Pennsylvania Center For Women in Politics

For most of the history of Pittsburgh, elected officials have been white men. But in 1956, then-Mayor David L. Lawrence did something unheard of: he appointed a woman to City Council.

That woman was Irma D’Ascenzo, an Italian-American Hazelwood resident who was working as secretary and chief examiner for the city's Civil Service Commission. Throughout World War II, and in the years following, she’d been volunteering and was active in her community.

D’Ascenzo’s great-granddaughter, Jeanne Persuit, said Lawrence recognized that rising to council was a natural step for her.

Megan Harris / 90.5 WESA

One day after the inauguration of Donald Trump, women, men and children marched in Washington, D.C. and in cities across the country, including Pittsburgh.

Women were encouraged to run for office at all levels: federal, state and local. But was that call to action taken to heart and was it reflected in the recently held Pennsylvania Primary?  

Emily Cohen / NewsWorks

At 5:30 in the morning of November 9, 2016, Natasha Taylor-Smith crept into her 13-year-old daughter's bedroom. 

She picked up her daughter's smartphone, typed "CNN.com" into the browser and saw a large picture of now-President Donald Trump.

Taylor-Smith put down the phone and woke her daughter up.

"As soon as she opened her eyes, she says, 'Did Hillary win?' and I said, 'No,'" Taylor-Smith recalled.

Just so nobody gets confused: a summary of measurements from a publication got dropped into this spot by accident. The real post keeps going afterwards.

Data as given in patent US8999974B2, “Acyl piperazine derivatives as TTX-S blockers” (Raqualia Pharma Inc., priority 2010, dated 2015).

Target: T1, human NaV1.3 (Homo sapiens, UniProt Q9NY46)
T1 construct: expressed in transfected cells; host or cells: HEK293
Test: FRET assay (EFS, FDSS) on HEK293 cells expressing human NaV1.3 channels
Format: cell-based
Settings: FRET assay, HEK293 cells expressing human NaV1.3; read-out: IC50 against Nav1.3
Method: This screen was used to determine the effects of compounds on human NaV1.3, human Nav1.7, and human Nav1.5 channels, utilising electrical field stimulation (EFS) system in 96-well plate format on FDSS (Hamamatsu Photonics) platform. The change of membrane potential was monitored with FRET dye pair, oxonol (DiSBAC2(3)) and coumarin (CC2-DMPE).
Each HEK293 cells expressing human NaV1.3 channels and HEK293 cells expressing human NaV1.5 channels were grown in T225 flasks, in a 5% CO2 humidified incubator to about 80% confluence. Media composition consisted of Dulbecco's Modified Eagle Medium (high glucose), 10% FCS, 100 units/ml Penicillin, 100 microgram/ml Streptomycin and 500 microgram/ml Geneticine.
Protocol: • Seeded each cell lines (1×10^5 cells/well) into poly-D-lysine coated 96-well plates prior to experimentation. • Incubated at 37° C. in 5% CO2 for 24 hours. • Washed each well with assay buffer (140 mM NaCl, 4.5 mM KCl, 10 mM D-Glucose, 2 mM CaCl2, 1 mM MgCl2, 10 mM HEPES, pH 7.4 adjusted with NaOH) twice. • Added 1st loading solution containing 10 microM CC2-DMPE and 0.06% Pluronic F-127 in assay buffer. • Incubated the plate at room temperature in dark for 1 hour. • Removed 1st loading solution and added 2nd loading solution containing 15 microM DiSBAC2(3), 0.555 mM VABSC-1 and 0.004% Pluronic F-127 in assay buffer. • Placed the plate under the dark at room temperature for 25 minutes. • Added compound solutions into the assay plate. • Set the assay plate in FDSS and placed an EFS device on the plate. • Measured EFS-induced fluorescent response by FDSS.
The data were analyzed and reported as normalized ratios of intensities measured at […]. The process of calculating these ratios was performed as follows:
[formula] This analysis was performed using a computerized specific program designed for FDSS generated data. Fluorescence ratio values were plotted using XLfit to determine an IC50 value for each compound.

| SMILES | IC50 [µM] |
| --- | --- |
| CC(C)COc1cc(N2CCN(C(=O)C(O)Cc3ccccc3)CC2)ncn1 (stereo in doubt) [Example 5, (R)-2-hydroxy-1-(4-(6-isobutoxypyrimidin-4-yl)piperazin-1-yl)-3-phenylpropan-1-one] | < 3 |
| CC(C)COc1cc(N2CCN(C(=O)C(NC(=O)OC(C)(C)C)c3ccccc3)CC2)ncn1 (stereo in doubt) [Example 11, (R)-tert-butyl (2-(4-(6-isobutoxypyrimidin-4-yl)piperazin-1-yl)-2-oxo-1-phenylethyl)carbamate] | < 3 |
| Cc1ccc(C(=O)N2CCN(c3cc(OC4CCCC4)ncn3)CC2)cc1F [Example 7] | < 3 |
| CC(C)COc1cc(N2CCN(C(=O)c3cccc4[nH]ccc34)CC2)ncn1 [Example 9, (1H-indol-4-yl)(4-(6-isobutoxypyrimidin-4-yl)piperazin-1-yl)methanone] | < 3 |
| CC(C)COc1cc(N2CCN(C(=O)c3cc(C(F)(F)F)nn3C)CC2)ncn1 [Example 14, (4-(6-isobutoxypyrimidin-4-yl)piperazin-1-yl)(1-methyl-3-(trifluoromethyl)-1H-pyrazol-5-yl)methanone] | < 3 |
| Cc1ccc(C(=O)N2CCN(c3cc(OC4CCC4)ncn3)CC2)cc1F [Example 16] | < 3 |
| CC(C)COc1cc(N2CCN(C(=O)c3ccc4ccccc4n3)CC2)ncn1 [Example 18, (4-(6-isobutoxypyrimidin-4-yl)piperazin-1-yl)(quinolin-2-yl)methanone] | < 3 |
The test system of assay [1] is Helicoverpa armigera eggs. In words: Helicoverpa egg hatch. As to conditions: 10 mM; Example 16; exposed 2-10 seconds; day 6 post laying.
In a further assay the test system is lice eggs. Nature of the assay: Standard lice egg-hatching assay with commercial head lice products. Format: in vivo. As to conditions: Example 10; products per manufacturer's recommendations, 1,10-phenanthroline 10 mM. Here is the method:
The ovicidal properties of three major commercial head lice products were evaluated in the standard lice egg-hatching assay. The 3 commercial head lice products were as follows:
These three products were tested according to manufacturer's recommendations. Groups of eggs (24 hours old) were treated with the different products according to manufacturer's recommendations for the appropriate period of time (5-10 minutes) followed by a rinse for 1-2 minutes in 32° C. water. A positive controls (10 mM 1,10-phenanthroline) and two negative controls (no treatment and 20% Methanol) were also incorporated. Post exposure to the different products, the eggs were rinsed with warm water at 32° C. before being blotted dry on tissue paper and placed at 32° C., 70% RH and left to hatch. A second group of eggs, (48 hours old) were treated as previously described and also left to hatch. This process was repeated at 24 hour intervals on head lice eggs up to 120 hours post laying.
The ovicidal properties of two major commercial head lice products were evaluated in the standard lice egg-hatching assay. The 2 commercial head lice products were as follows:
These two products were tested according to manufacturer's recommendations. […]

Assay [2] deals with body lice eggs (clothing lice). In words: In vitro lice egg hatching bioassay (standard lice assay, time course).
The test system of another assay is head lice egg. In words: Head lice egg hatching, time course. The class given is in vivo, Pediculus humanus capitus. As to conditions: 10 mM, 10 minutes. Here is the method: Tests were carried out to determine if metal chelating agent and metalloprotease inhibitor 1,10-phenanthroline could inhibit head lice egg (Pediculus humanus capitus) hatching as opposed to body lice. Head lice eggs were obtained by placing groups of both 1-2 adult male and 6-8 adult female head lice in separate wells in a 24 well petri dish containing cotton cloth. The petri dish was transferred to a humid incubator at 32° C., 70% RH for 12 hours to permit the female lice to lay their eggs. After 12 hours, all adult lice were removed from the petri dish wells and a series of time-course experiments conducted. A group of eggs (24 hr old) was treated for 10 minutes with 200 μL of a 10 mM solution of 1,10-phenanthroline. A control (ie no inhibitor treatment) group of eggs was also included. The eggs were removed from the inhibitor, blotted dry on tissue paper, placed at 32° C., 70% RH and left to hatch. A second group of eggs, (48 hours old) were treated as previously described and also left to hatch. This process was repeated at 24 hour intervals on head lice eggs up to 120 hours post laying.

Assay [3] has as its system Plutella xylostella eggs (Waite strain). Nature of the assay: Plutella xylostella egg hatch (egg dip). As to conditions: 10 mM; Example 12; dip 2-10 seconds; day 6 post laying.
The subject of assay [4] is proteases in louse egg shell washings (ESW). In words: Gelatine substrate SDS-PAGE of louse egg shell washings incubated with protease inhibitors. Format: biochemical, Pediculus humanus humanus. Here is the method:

Her daughter gave her a confused look. 

"'Donald Trump's going to be our president?" she asked.

"Yes," Taylor-Smith replied.

KEITH SRAKOCIC / AP

The Confluence, where the news comes together, is 90.5 WESA’s weekly news program.

Each week reporters, editors and bloggers join veteran journalist and host Kevin Gavin behind the headlines for an in-depth look at the stories important to the Pittsburgh region. 

Katie Blackley / 90.5 WESA

No women represent Allegheny County in the Pennsylvania state legislature, and only 18 percent of the state seats are filled by women at all. The situation is more than a diversity problem, argued Allegheny County Controller Chelsa Wagner. She called it a crisis. As a former member of the Pennsylvania House of Representatives, she’s advocating for more women to run for office, to improve the political process and better reflect the actual demographics of the Commonwealth.

Frankie Leon / flickr

In the 95 years since the passage of the 19th Amendment, women have not only earned the right to vote, but have been consistently outvoting men in elections. While the trend is significant, no woman has held the nation's top office and only 19% of the Pennsylvania legislature are women.  Dana Brown is the Executive Director of Chatham University’s Pennsylvania Center for Women and Politics. She’s helping to organize Chatham’s celebration of Women’s Equality Day on August 26th and provides a history of women’s suffrage in the United States.